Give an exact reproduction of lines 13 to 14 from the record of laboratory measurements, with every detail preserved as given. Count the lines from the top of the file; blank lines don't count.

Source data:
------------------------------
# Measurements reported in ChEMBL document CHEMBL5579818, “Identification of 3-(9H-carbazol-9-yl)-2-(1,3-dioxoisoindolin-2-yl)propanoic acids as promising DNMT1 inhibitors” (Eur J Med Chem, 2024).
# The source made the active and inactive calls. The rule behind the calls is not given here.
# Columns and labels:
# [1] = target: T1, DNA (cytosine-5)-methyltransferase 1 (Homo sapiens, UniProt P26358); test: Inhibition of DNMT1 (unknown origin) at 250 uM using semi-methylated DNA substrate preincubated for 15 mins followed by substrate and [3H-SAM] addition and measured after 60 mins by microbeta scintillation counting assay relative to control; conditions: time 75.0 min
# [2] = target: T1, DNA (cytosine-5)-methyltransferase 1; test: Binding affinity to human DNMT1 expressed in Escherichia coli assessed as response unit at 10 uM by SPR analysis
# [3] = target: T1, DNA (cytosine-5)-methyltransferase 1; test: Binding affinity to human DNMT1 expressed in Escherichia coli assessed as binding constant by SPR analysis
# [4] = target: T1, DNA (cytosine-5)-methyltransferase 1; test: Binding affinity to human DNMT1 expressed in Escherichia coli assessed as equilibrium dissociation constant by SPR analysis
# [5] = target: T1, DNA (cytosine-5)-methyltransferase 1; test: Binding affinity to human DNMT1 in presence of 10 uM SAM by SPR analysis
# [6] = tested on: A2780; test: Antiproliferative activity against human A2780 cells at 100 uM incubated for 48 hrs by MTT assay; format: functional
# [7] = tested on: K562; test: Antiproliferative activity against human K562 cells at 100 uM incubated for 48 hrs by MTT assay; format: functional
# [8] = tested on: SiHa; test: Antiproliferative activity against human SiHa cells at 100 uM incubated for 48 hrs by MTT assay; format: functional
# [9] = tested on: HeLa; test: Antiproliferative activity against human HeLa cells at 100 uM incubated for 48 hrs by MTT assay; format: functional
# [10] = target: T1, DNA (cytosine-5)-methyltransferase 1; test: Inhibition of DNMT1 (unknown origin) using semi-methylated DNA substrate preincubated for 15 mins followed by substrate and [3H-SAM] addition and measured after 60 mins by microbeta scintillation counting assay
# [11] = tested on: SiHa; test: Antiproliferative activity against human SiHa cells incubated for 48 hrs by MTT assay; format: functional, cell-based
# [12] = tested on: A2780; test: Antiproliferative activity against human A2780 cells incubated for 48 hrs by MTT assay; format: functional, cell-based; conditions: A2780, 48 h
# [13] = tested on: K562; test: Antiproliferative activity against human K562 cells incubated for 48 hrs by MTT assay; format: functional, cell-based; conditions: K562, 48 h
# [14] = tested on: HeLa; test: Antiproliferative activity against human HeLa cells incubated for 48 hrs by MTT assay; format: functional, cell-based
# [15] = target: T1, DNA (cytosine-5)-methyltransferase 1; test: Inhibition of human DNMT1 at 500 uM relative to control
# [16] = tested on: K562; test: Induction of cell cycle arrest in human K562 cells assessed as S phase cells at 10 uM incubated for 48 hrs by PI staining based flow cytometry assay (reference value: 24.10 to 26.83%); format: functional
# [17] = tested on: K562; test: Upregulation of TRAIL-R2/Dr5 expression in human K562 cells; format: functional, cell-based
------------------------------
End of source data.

# [10] = target: T1, DNA (cytosine-5)-methyltransferase 1; test: Inhibition of DNMT1 (unknown origin) using semi-methylated DNA substrate preincubated for 15 mins followed by substrate and [3H-SAM] addition and measured after 60 mins by microbeta scintillation counting assay
# [11] = tested on: SiHa; test: Antiproliferative activity against human SiHa cells incubated for 48 hrs by MTT assay; format: functional, cell-based